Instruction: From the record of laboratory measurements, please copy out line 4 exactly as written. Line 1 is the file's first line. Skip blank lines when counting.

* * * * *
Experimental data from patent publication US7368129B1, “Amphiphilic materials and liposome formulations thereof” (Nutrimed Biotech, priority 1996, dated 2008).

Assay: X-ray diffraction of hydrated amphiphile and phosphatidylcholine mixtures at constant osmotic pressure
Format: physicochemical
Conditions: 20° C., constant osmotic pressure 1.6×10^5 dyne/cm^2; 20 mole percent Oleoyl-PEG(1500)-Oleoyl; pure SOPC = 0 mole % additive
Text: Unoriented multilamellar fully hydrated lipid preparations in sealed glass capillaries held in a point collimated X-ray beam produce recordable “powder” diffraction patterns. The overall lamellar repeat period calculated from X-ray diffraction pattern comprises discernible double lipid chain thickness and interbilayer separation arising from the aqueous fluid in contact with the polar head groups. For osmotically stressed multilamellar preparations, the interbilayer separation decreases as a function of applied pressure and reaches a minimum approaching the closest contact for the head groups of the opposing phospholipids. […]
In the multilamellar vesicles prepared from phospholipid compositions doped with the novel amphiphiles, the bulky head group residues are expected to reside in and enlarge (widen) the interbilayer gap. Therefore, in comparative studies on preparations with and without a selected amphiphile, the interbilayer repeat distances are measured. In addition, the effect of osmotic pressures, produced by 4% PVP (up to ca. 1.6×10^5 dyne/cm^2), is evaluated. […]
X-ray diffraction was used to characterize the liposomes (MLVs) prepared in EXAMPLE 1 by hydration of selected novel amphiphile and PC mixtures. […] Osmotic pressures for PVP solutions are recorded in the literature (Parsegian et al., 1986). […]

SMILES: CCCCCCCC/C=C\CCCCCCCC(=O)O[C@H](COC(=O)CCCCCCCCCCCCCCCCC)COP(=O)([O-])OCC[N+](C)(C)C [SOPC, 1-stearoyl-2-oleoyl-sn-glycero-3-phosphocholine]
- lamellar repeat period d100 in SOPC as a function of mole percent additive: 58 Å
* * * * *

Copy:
Conditions: 20° C., constant osmotic pressure 1.6×10^5 dyne/cm^2; 20 mole percent Oleoyl-PEG(1500)-Oleoyl; pure SOPC = 0 mole % additive